Associated Press, Mar. 10, 2003
NIANTIC, Conn. — The Rev. Laurie Etter doesn’t call God by one name. Neither does her congregation of female prisoners.
Some of them say God. Or Allah. They say Creator and Goddess.
The 23-year chaplain of York Correctional Institution believes that recognizing a God of any name might keep women from returning to jail. She’s testing that theory with a six-month interfaith program that requires the 32 participants to live in the same dormitory.
It has its challenges.
“Sometimes I get a little tongue-tied around pronouns,” she said. “I end up saying a lot of ‘God-slash-Creator-slash-Allah-slash-Goddess-slash-God of your understanding.”‘
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Taking a break?
Women from five different faith groups – Protestant, Catholic, Native American, Wiccan and Muslim – signed up for the trial run, which ends in June. Many are abuse victims, or have a history of drug use or mental illness.
The participants attend group discussion and individually meet with community volunteers who serve as mentors.
Dubbed “Chrysalis” – the last stage in a butterfly’s development – the program was created by Etter for her thesis project at Hartford Seminary as an alternative to traditional residential programs taught from a Christian perspective.
“It just seemed like we could do it better than that,” Etter said.
Etter said she wanted to offer something that would appeal to the general prison population and could deal with issues unique to female prisoners, such as motherhood and surviving abuse.
“What happened in most faith-based programs was basically Christian,” said the Rev. Anthony Bruno, director of Religious Services for the state Department of Correction. “To have something that expands to the true minority religions, and have them participate, that’s the breakthrough.”
The participants are nearing their release dates. Their re-entry into society means dealing with family and trying to atone for the crimes they’ve committed.
The hope is that by showing them a faith community that exists outside prison walls, it will keep inmates away from their old lifestyles – and out of prison for another crime.
“I preach over, and over, and over again, ‘Go to Church,”‘ Etter said. “If they have that community system all set up, and they know they’re well accustomed, that helps to make all the difference.”
The residents moved into a ward in a newly refinished building in mid-February. The rules there are the same as in the other dormitories, but there are subtle differences.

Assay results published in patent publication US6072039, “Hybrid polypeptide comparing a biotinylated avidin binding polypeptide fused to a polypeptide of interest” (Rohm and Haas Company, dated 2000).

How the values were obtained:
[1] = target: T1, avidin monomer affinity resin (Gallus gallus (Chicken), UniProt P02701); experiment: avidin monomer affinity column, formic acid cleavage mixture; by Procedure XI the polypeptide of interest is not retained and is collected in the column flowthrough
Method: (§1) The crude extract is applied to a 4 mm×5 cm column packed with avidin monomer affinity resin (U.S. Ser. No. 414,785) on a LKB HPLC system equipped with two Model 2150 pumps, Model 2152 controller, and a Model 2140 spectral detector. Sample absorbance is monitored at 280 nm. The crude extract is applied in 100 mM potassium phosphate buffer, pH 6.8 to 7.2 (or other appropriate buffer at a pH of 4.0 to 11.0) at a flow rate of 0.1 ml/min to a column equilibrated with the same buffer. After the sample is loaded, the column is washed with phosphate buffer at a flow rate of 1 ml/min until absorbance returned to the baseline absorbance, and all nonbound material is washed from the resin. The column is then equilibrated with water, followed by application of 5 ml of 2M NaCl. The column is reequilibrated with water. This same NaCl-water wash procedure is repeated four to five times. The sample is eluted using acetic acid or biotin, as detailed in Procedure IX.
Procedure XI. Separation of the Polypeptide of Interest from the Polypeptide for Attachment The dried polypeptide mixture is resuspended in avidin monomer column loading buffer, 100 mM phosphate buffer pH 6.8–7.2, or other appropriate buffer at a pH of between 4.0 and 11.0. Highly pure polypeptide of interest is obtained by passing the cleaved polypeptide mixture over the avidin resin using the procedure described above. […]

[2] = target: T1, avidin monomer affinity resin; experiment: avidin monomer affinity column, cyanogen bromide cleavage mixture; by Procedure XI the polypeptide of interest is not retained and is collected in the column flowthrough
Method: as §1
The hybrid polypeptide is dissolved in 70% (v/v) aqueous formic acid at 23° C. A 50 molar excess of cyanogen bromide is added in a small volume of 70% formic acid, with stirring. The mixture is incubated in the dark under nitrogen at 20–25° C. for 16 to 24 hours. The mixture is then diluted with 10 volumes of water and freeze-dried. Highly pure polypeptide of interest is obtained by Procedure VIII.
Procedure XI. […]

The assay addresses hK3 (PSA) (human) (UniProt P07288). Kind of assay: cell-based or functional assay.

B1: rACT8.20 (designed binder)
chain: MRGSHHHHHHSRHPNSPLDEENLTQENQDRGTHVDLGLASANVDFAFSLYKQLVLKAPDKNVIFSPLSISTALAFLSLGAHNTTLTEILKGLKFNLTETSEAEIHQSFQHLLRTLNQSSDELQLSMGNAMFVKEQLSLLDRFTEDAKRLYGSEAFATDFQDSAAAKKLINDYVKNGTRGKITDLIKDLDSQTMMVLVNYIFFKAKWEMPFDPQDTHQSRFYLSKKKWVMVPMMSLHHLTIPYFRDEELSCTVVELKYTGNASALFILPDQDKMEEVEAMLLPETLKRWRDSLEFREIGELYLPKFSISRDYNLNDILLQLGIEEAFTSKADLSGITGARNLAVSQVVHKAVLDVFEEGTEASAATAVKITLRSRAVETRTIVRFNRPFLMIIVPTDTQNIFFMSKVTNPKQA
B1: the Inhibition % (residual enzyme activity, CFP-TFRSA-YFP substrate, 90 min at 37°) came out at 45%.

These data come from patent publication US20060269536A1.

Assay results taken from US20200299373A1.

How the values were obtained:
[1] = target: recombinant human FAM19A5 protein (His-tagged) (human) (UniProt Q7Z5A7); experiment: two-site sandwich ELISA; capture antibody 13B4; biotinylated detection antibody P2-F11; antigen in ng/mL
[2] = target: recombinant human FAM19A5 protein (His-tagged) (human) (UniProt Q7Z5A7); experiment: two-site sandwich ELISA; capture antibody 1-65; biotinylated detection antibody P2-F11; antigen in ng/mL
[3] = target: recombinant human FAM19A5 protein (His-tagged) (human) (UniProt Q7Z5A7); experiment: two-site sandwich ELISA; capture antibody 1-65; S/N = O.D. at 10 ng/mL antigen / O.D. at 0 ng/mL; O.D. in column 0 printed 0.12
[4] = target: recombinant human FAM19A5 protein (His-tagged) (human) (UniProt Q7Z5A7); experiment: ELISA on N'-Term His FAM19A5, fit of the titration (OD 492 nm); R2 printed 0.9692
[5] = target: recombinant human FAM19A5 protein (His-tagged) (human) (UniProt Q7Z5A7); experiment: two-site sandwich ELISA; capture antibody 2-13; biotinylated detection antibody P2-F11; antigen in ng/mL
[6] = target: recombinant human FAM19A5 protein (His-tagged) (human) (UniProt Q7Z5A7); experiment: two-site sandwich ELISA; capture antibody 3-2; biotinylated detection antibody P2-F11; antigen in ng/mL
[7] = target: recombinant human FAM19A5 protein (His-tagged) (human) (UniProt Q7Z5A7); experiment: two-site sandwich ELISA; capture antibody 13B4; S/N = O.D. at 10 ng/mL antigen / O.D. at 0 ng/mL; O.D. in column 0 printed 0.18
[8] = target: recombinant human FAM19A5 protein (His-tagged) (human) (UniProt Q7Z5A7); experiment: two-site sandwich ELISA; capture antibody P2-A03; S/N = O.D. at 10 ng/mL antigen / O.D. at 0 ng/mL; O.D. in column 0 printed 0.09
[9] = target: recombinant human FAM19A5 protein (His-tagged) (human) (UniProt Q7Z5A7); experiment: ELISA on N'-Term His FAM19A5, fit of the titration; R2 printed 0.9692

There is time for meditation built into the daily routine. Inmates don’t lock their dressers – and trust that roommates won’t take what’s inside. There’s no swearing allowed, and inmates say the rule is enforced, unlike in other prison dorms.
“The negativity runs rampant in a place like this,” said Kim Schiappa, 44, a Catholic woman serving a 15-year sentence for a manslaughter conviction. “But the setting here, it’s positive in a negative place.”
For others, it’s a way to worship in an understanding community. The women aren’t allowed to encourage conversion, but they are encouraged to ask questions and learn about the other faiths.
“I’ve had roommates before that used to call me devil worshipper. They would sing gospel to me, offer to lay their hands on me,” said Christine “Crystal” Gonsalves, 37, a Native American Wiccan serving time on a manslaughter charge. “That used to really annoy me.”
The program is one in an emerging national trend toward interfaith residential programs. The Florida Department of Correction announced in August it would sponsor interfaith dormitories in seven prisons.
The Federal Bureau of Prisons is also sponsoring a similar program in five federal prisons, spokesman Dan Dunne said.
Dunne and Connecticut officials said they believe their programs are constitutionally sound. A Christian fundamentalist residential program run in an Iowa prison was recently sued by an advocacy group on allegations the program violated separation of church and state.
Christina Polce, spokeswoman for the Connecticut Department of Correction, said that because Etter’s program was multi-faith and open to all prisonersat York, prison officials did not believe it would be subject to litigation.
She also said the trial program did not require any additional funding, because supplies were donated and Etter’s salary was already worked into the department’s budget.
The only evidence prison officials have about the impact of religion on recidivism is anecdotal, Etter said. If it is successful, the program could eventually be expanded to the men’s facilities.
For now, the proof is in the women’s willingness to listen.
“This will get my foundation real strong,” said Grace Owens, a 37-year-old Protestant serving a five-year sentence for robbery and drug charges. “I want people to look at me and say, ‘She’s a model.’ I want my obituary to say, ‘a loving mother, a beautiful person.”‘